Initial activation force low and consistent. I appreciate IAF, but for me it is less important (nowadays EMR, Apple and MS devices are quite good at it) than the lightness of the stroke you get when applying this minimum pressure. In this sense, my best stylus is the Wacom One pen, and very close to it the HP ZBook X2 one. IAF of Samsung SPens is quite low, but the minimum lightness of the stroke is really high, I don’t recommend them for serious sketching although it is not an issue when taking notes. Consistency of IAF on my S8 is not perfect but good enough for my taste.
Touch responsiveness. Because I don’t use keyboards on my tablets, this also is an important ingredient to consider, and one of the reasons I seldom use CSP on my SP7.
Pen-feel on screen. Quite related to the combination of tip/screen protector you use. My top preference is using felt nibs. If not available (is the case I think with MPP pens), my second choice are rubber nibs. And the last one are hard nibs. Always on matte screen protectors; over time they get scratched but I don’t mind to change them around once a year.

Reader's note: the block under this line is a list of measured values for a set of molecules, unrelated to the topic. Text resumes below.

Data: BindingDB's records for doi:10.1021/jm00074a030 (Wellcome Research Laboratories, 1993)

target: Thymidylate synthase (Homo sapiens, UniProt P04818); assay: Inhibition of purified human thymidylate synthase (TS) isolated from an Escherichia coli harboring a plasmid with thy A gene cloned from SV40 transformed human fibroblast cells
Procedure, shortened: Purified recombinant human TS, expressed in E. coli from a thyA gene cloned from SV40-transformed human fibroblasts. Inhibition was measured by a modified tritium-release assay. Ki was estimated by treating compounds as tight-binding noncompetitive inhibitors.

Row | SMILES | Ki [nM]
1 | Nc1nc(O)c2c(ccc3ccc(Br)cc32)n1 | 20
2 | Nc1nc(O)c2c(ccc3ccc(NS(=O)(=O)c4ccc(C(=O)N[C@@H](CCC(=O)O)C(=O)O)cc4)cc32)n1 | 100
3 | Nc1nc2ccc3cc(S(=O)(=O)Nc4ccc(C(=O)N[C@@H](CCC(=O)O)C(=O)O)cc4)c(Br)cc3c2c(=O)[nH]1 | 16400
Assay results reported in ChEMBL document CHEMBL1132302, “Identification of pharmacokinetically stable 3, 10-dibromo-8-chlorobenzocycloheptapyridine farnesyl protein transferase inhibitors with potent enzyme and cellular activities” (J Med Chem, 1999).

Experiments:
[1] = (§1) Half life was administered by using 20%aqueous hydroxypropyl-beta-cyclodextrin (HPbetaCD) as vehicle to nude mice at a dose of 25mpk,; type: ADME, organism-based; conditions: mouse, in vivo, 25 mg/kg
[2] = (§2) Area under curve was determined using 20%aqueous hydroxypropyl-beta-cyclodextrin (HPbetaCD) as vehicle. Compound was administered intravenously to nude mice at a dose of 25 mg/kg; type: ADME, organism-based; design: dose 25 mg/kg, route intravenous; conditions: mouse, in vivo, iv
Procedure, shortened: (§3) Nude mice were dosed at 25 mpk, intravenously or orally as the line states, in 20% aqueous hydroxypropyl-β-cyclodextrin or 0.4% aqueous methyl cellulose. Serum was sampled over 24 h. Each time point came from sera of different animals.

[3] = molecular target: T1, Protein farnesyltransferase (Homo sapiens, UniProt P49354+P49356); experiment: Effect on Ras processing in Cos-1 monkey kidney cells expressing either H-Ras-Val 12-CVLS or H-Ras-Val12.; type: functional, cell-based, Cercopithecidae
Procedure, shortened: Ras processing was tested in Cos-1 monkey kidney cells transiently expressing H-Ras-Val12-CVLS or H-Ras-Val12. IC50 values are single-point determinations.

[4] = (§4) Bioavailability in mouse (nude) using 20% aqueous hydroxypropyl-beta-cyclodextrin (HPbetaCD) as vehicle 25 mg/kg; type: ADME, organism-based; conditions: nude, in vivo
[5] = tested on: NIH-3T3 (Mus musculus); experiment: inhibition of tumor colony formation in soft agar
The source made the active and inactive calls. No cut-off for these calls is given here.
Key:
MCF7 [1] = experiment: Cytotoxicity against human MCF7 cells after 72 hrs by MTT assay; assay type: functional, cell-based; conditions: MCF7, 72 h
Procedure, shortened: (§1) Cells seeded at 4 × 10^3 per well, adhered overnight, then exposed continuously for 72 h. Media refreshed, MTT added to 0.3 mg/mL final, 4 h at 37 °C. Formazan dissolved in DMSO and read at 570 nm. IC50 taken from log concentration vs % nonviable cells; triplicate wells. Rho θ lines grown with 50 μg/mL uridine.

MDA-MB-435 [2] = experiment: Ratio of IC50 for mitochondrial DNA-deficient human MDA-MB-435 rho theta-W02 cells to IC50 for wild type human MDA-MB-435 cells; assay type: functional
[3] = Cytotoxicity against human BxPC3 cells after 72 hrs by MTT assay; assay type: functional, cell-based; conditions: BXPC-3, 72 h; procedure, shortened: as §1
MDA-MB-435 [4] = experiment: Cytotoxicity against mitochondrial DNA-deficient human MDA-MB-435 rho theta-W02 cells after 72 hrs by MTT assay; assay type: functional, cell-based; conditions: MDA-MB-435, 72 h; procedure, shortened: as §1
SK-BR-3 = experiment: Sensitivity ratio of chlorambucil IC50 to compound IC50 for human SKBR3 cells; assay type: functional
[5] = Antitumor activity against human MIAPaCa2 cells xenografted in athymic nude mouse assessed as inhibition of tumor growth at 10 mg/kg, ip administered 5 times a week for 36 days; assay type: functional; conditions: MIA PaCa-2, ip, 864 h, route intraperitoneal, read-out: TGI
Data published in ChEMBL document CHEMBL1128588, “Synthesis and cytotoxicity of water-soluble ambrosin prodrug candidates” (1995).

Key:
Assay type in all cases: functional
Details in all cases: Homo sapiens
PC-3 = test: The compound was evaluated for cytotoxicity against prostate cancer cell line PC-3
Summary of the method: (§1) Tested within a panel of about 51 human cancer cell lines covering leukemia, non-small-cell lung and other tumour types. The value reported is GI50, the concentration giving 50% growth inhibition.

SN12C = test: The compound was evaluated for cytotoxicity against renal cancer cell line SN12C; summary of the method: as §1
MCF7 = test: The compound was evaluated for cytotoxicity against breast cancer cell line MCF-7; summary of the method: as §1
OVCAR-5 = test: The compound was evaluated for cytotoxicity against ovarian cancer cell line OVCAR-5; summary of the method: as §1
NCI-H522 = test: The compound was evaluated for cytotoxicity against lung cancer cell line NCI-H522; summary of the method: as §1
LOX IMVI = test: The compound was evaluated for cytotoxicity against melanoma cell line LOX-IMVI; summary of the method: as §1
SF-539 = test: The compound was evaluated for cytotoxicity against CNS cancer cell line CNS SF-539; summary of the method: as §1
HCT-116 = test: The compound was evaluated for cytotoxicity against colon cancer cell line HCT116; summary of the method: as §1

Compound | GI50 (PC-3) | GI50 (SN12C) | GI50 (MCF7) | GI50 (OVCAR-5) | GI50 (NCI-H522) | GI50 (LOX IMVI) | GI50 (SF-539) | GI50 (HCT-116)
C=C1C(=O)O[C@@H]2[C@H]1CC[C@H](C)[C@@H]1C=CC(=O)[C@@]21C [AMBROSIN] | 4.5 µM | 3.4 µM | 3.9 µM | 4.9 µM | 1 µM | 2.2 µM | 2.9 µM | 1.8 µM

For me, replicating the paper feeling is not that important. I accept that the digital sketching experience is different than the “real” one, but not for this reason the new experience must be worst, it is just of another nature, that has other advantages: lots of brushes and colors instantly available; the possibility of working with multiple layers I can easily manipulate; or some functionalities difficult to get in real life (is the case of transform tools).
Regarding felt nibs, the ones I prefer are the HP ZBook X2 ones, currently almost impossible to get in Europe. The Wacom Pro Pen 2 ones are similar (the shape of the tip is a little bit different), but, I don’t know why, they don’t work on my Samsung SPens, I only can use them on my HP ZBook X2 and the Wacom One pens. The Boox/Remarkable Marker tips (I cannot distinguish between them), are also quite good. The only downside of the Boox/Remarkable’s tips is that the stem of the nib is less robust than the other ones, and it may bend, specially if you press hard when drawing with the pen tilted.
This broad range of choices with UD EMR nibs makes IMHO this technology superior to MS and Apple ones at this point.